Iranian Canadian Professor Kavous Seyed-Emami died in prison in Iran, on Friday, February 9th under suspicious circumstances.  

Seyed-Emami, (63), was a professor of sociology at Imam Sadeq University in Tehran and the managing director of the Persian Wildlife Heritage Foundation, which seeks to protect Iran’s rare animals.

Seyed-Emami was arrested on January 24th, 2018, and the news of his death was given to his wife on Friday, February 9th, 2018. The Islamic Regime has claimed that Seyed-Emami committed suicide just days after his arrest, a highly suspicious and unlikely assertion which the regime has used previously to try to explain the suspicious death of two Protesters last month.

The reason for Seyed-Emami’s arrest is not clear, however, according to Center for Human Rights in Iran, a day after his suspicious death in prison “Tehran Prosecutor Abbas Jafari Dowlatabadi announced that an Iranian security agency had arrested some people for alleged espionage. These individuals were gathering classified information in strategic fields under the guise of scientific and environmental projects,” Dowlatabadi claimed on February 10, without providing further details.”

Unfortunately, Seyed-Emami is not the first Iranian Canadian to be killed in Islamic Regime Prisons. In 2003 Iranian Canadian photojournalist Zahra Kazemi was arrested while taking pictures of families of political prisoners outside of the notorious Evin Prison. She was arrested, tortured and died shortly after as a result of torture.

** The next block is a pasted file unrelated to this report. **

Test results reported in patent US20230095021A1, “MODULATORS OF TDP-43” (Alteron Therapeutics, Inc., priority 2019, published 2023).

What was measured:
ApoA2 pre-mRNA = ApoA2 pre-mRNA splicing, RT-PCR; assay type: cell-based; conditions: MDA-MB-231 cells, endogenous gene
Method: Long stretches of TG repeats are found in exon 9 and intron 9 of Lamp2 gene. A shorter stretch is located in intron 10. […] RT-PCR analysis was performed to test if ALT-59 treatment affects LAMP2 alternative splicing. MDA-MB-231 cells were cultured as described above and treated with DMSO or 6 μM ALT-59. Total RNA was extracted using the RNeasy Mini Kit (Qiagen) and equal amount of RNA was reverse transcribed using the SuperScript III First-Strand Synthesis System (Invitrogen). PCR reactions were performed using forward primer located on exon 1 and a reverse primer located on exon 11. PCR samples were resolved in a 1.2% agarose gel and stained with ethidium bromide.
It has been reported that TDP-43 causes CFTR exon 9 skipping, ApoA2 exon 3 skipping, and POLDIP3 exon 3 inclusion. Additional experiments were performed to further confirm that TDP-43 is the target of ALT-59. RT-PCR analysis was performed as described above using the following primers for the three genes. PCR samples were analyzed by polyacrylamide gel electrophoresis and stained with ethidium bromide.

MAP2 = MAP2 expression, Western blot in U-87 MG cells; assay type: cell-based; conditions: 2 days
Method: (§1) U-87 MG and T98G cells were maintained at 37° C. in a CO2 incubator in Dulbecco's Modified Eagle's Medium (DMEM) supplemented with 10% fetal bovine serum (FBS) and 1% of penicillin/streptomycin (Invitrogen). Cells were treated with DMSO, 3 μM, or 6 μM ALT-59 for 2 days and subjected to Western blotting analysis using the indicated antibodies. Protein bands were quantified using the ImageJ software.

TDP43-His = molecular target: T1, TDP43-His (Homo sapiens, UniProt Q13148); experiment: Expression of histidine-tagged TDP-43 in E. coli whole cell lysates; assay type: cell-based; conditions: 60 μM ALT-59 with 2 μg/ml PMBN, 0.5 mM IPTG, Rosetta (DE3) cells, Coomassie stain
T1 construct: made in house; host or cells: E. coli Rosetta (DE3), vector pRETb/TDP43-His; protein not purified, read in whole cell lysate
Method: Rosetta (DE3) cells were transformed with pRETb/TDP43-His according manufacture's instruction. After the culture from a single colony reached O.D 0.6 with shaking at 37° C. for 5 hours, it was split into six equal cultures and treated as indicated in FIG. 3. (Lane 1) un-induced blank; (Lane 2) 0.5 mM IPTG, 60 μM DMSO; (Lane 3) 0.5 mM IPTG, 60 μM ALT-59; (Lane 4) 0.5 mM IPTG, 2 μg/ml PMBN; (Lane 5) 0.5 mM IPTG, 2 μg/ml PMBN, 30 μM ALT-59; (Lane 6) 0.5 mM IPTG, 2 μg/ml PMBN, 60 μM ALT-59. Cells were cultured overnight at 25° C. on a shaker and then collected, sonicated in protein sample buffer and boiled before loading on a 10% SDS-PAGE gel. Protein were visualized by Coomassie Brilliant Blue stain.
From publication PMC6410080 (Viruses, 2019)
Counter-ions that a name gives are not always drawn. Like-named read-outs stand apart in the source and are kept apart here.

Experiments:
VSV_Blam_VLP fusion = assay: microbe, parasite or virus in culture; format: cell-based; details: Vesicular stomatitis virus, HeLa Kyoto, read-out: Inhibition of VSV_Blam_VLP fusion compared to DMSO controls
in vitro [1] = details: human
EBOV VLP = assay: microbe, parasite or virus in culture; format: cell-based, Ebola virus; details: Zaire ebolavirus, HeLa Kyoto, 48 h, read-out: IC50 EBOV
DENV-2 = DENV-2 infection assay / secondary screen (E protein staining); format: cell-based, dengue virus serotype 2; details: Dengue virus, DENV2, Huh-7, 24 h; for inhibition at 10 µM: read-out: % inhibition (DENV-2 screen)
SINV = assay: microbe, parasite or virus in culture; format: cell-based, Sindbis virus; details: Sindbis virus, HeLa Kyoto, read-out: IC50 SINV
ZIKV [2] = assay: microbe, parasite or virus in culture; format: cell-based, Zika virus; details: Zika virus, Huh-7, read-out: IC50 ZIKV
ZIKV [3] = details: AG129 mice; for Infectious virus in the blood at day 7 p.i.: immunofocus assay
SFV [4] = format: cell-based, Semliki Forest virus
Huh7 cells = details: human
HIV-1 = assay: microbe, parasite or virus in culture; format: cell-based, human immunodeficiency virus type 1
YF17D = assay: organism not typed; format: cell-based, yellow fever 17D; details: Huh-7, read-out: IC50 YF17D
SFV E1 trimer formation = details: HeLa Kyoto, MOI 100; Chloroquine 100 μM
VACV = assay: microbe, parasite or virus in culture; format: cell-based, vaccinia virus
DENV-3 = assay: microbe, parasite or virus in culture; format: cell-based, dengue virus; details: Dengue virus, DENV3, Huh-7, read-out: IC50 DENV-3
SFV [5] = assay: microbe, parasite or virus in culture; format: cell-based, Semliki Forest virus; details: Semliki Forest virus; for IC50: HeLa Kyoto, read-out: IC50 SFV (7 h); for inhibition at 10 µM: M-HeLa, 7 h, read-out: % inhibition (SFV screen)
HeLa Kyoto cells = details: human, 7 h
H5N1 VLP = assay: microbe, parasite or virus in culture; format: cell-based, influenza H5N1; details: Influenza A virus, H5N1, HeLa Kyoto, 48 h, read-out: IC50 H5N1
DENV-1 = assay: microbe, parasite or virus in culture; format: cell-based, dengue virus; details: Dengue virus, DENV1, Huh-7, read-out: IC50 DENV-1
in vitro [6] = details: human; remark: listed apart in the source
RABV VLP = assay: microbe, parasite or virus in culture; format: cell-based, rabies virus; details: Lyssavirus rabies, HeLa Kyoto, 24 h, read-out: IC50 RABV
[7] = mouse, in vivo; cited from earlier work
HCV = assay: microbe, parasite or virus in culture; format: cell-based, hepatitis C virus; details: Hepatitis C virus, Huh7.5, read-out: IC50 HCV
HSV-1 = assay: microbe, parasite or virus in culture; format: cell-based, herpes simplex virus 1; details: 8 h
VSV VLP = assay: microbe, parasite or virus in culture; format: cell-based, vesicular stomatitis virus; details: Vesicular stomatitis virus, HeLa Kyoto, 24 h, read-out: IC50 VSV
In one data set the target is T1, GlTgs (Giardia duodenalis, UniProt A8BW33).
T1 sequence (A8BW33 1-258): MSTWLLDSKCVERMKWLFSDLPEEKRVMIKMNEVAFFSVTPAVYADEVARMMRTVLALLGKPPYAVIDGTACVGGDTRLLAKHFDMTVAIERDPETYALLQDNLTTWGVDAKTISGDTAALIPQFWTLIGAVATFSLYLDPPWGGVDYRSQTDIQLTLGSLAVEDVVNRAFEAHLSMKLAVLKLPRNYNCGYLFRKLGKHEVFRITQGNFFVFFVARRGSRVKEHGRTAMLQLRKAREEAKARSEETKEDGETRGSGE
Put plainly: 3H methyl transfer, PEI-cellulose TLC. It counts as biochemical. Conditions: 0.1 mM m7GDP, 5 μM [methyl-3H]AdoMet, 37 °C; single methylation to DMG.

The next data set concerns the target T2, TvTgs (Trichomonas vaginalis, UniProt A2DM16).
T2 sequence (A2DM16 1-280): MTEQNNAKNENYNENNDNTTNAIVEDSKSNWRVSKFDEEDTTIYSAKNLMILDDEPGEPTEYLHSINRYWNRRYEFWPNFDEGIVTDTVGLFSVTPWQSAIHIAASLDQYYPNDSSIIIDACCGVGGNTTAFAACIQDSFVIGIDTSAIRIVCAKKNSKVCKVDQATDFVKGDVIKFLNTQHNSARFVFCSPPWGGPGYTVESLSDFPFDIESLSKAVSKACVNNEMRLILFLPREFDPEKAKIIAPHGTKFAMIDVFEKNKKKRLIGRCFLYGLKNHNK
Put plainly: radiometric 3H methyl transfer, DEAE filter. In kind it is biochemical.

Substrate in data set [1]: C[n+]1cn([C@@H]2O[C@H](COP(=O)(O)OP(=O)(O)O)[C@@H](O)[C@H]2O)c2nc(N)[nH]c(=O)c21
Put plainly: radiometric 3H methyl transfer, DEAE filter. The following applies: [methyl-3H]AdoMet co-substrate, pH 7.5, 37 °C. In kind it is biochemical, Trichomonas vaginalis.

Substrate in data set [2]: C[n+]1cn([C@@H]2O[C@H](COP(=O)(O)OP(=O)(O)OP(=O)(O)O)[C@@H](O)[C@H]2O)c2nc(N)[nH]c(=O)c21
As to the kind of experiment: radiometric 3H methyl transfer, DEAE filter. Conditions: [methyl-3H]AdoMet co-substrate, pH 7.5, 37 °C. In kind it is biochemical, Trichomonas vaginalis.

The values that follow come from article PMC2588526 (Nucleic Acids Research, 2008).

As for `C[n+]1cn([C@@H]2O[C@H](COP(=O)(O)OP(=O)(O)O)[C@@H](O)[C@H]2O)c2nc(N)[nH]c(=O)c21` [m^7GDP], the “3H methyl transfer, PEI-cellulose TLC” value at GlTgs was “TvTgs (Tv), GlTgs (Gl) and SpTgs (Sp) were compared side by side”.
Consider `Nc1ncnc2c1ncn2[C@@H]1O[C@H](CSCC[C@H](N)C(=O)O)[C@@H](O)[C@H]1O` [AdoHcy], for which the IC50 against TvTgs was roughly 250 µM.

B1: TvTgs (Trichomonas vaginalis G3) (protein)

It should be noted that there are currently 12 dual nationals being held in prison in Iran, two of them Iranian Canadian dual national or permanent residents. Abdolrasoul Dorri Esfahani is serving a five-year sentence on “espionage charges” while Saeed Malekpour is serving a life sentence on the vague charge of “insulting the sacred”

What is extremely troubling is the silence of Justin Trudeau’s government in the face of the suspicious death of an Iranian-Canadian dual citizen, who despite Islamic Regime’s insistence that he committed suicide most likely was murdered under torture.

One of Justin Trudeau’s promises before becoming Canada’s prime minister was that he would start re-engaging Iran and would reinstate diplomatic relations.  Since coming to power, Justin Trudeau has continued to talk about re-engagement while staying silent in the face of some of the most atrocious human rights violations committed by the Regime, presumably to protect his agenda to re-engage one of the most brutal dictatorships in the world.

Tredeau remained silent during the nationwide  #IranProtests that rocked Iran and demanded the end to the Islamic dictatorship, and he continues to remain silent when an Iranian Canadian dies in Islamic Regime prisons when he should be the first one to demand an independent investigation into the death of Seyed-Emami.

In January of this year, people of Iran made it clear that they would no longer remain silent in the face of systematic oppression, arrests, torture, and executions.

Their message was loud and clear, and the world heard their voices.

The question remains when Trudeau will start hearing those voices?


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